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food safety

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When the Peanut Corporation of America recalled thousands of peanut butter products in January for fear they were tainted with salmonella, news organizations all over the country rushed to local stores to find out what where PCA products were being sold. Justina Wang, 25, a recent Northwestern University grad who works at the Rochester Democrat and Chronicle, went a step further.

Picture of William Heisel

Justina Wang at the Rochester Democrat and Chronicle tackled a topic that seems to scare most local publications: food safety.

With each food poisoning scare, local reporters cover what's happening at their corner stores. Few examine the root causes. With school board meetings, octuplet moms and a weekender due tomorrow, how could one possibly get to the bottom of our fractured food safety system?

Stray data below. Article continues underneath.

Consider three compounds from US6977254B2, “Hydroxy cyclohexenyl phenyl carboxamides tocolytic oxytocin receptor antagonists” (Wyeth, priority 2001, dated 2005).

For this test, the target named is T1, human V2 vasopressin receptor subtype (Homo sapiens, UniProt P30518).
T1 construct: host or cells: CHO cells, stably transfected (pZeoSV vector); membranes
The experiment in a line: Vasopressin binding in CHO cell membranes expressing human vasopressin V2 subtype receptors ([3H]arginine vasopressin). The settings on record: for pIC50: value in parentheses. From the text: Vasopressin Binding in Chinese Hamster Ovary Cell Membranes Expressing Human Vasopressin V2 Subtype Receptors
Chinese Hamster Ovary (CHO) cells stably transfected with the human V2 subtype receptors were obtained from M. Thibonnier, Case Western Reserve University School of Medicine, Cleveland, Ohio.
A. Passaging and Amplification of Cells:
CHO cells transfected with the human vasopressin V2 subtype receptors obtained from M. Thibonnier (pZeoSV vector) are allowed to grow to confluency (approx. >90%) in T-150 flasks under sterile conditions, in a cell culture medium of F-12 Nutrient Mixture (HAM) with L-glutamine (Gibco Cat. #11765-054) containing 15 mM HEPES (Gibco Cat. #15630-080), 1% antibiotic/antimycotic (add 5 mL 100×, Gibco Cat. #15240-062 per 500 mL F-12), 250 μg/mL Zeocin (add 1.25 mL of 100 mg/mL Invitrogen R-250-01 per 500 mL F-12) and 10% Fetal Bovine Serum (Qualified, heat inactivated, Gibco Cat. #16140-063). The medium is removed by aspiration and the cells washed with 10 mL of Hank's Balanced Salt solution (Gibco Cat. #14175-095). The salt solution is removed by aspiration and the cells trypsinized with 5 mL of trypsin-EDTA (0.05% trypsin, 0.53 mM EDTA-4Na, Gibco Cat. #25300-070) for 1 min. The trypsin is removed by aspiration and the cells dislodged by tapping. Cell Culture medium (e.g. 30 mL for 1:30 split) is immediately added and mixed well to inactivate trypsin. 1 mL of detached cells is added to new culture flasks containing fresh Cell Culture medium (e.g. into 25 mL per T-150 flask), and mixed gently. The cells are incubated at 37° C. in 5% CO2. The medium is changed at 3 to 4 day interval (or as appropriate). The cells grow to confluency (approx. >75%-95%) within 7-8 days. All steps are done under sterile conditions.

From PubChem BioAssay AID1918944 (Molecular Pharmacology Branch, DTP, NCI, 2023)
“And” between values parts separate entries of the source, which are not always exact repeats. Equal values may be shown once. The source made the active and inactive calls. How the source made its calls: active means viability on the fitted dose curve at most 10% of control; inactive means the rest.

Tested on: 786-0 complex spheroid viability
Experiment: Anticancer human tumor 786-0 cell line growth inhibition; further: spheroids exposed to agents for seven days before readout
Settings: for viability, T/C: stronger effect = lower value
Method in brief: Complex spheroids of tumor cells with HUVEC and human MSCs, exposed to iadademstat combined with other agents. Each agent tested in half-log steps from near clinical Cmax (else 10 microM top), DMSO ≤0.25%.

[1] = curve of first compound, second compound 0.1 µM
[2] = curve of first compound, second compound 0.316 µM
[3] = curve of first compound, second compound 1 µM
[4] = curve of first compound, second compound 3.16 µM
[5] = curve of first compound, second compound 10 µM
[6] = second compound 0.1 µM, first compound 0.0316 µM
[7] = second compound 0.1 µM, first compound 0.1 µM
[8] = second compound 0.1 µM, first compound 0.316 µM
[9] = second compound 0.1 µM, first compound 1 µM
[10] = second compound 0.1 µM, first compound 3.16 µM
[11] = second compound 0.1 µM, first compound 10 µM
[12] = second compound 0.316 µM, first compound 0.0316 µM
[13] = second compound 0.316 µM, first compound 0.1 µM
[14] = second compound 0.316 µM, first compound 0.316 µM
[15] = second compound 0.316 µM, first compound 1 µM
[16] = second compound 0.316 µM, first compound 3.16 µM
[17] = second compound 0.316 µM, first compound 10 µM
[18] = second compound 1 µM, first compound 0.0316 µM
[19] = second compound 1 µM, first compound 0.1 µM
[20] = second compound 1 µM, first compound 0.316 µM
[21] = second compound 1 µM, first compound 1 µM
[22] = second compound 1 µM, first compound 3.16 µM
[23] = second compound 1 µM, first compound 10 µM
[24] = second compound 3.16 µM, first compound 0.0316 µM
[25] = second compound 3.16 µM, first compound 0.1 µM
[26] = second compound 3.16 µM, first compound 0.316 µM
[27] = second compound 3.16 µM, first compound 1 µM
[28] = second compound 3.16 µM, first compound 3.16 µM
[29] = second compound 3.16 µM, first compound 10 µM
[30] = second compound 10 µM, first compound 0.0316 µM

Picture of Barbara Feder Ostrov

California's efforts to regulate raw milk dairy products have been controversial, pitting public health advocates against passionate raw food devotees. This story details the aftermath of the first enforcement of new state regulations on raw milk products.

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Foodborne illness refers to any sickness that results from consuming a solid food, milk, water or other beverage, generally because it has been contaminated. The Centers for Disease Control estimated in 1999 that there are 76 million cases of foodborne illness annually in the United States, resulting in 325,000 hospitalizations and 5,000 deaths. This is the most recent estimate available as of March 2010. The total impact of foodborne illness, however, is likely underestimated because many cases are not reported.

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